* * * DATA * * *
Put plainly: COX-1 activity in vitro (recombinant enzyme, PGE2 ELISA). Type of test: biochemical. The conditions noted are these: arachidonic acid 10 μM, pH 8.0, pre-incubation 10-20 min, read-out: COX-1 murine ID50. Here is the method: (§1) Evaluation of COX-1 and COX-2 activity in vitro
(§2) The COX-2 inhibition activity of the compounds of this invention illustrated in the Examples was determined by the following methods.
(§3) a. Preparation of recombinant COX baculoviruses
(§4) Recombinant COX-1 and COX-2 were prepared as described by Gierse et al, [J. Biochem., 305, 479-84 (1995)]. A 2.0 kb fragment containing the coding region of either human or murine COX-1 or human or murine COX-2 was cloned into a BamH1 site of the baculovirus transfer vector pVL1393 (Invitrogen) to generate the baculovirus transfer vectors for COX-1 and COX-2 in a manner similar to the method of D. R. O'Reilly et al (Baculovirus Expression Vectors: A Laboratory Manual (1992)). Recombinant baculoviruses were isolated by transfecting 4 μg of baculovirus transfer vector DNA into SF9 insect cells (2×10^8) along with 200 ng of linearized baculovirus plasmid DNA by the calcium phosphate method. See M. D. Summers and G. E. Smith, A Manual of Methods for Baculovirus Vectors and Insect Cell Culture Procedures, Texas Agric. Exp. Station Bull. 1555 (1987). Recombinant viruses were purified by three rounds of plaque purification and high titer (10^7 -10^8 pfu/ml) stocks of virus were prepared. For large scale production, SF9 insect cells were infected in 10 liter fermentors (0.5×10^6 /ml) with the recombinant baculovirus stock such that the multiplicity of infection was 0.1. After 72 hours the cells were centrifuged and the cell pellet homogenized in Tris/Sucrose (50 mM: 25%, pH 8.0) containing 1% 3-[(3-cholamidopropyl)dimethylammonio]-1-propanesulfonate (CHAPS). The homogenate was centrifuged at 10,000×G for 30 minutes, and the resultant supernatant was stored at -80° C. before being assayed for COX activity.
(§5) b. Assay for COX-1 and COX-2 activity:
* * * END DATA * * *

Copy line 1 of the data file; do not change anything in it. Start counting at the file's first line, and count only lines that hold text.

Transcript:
Put plainly: COX-1 activity in vitro (recombinant enzyme, PGE2 ELISA). Type of test: biochemical. The conditions noted are these: arachidonic acid 10 μM, pH 8.0, pre-incubation 10-20 min, read-out: COX-1 murine ID50. Here is the method: (§1) Evaluation of COX-1 and COX-2 activity in vitro